Do you have back pain or sciatica? In a study reported in the journal Orthopedics, 650 people were examined for low back pain or sciatica. About 25% had reported an episode of sciatica in the past 6 months of the study. This shows how common sciatica really is. Sciatica is a term used to describe pain in the buttock or radiating down the leg that is caused by irritation to the sciatic nerve. There are many causes of back pain that can radiate pain down the leg, such as a herniated disc. However, true sciatica pain is specific to the sciatic nerve being irritated or compressed. This can occur in the back or in the buttock.
Symptoms of sciatica
Sciatica typically presents as aching pain to the buttock traveling to the back or side of the thigh. It can also present with numbness or tingling. In severe cases, extreme pain and weakness in the leg may result, causing a “buckling” sensation to the leg.
What can be done to help sciatica?
It is important to treat the cause of the sciatica and not the symptoms. Medication may help to numb the pain and decrease the inflammation, but it does not treat the cause of the pressure or irritation on the sciatic nerve. Here are important tools for you to relieve sciatica pain:
- Change your position frequently. Many episodes of sciatica stem from prolonged sitting, poor posture and weak core muscles. If you have a flare-up of sciatica, make sure to alternate between sitting, standing and lying down positions. Try alternating every 15 minutes if possible.
- Do not sit for long periods. Sitting causes increased pressure on the sciatica nerve as it travels below the gluteus muscles down to the leg. Avoid sitting on a soft couch for a long time or hard chairs. If you can, try walking 10-15 minutes outside or on a treadmill at a comfortable speed.
- Improve your hip mobility and strength. Our hips move through a very large range of motion. However, with frequent sitting throughout the day at a computer or watching TV, our ligaments and muscles around the hips tighten up, leading to loss of motion. While this loss of motion may not appear obvious, it does change the stress and strain on your spine. Improve your hip mobility and strength to relieve the pressure on the sciatica nerve. Talk to one of our physical therapists about which exercises are safe to improve your hip flexibility and strength.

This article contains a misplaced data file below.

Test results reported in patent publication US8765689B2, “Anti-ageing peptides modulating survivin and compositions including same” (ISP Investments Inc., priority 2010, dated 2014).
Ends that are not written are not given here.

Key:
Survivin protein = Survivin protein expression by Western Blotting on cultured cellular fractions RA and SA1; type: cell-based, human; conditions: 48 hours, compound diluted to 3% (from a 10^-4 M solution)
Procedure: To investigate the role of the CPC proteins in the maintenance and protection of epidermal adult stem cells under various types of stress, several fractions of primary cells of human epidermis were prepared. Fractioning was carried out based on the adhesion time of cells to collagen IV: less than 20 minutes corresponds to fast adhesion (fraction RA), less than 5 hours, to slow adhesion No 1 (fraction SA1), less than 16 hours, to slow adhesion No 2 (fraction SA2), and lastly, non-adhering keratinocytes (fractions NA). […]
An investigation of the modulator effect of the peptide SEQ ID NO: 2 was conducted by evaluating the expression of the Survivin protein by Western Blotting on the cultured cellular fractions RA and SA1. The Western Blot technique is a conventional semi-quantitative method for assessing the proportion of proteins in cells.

- Increase your spine flexibility safely. Having a strong, flexible spine is critical to your overall health and performance. However, knowing the right exercises for your sciatica or back pain is very important, as further damage could result if exercises are done improperly. This is where the expertise of a physical therapist can significantly help you. With years of training in medicine and medical exercise programs, our therapists know the right path of gentle hands on treatments and exercises needed to help your problem.
- Get help from an expert. If you have been suffering with sciatica for more than 3 days, then you need to get help, before long-term damage occurs. Sciatica is a disease of the musculoskeletal system. The medical experts in treating the musculoskeletal system are Physical Therapists. Therefore, seeing your Physical Therapist early is critical to a swift recovery and preventing future episodes of back pain or sciatica. Even if you have suffered for years, we can help.
There is much that can be done to relieve your sciatica or back pain. Physical therapy is the first line of natural treatment to a successful recovery. Discover how our back and neck program can give you the quick relief you deserve without the need for pills. Call Pittman Physical Therapy at 901-614-3197 today to speak with one of our specialists about your sciatica or back pain or request an appointment by clicking here.